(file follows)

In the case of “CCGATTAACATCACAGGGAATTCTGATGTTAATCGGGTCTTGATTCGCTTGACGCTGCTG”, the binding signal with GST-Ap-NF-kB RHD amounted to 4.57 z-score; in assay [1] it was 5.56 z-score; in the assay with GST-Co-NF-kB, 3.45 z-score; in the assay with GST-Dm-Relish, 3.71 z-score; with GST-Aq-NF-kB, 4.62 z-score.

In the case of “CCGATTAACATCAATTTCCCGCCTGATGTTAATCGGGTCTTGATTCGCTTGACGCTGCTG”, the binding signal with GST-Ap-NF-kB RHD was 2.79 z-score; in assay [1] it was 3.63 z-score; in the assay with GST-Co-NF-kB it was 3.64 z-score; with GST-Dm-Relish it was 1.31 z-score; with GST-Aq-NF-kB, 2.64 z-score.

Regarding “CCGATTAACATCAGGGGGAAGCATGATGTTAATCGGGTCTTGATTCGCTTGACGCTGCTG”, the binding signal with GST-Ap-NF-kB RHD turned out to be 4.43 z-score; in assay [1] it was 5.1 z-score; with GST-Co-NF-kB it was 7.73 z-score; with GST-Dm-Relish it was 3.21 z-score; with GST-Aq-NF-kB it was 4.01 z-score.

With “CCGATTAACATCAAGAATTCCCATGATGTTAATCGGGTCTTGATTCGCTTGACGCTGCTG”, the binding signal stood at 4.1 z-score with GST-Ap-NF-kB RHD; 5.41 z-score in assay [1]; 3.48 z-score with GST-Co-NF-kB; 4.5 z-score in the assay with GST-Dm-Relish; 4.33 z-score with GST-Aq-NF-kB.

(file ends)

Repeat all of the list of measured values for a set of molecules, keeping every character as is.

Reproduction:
In the case of “CCGATTAACATCACAGGGAATTCTGATGTTAATCGGGTCTTGATTCGCTTGACGCTGCTG”, the binding signal with GST-Ap-NF-kB RHD amounted to 4.57 z-score; in assay [1] it was 5.56 z-score; in the assay with GST-Co-NF-kB, 3.45 z-score; in the assay with GST-Dm-Relish, 3.71 z-score; with GST-Aq-NF-kB, 4.62 z-score.

In the case of “CCGATTAACATCAATTTCCCGCCTGATGTTAATCGGGTCTTGATTCGCTTGACGCTGCTG”, the binding signal with GST-Ap-NF-kB RHD was 2.79 z-score; in assay [1] it was 3.63 z-score; in the assay with GST-Co-NF-kB it was 3.64 z-score; with GST-Dm-Relish it was 1.31 z-score; with GST-Aq-NF-kB, 2.64 z-score.

Regarding “CCGATTAACATCAGGGGGAAGCATGATGTTAATCGGGTCTTGATTCGCTTGACGCTGCTG”, the binding signal with GST-Ap-NF-kB RHD turned out to be 4.43 z-score; in assay [1] it was 5.1 z-score; with GST-Co-NF-kB it was 7.73 z-score; with GST-Dm-Relish it was 3.21 z-score; with GST-Aq-NF-kB it was 4.01 z-score.

With “CCGATTAACATCAAGAATTCCCATGATGTTAATCGGGTCTTGATTCGCTTGACGCTGCTG”, the binding signal stood at 4.1 z-score with GST-Ap-NF-kB RHD; 5.41 z-score in assay [1]; 3.48 z-score with GST-Co-NF-kB; 4.5 z-score in the assay with GST-Dm-Relish; 4.33 z-score with GST-Aq-NF-kB.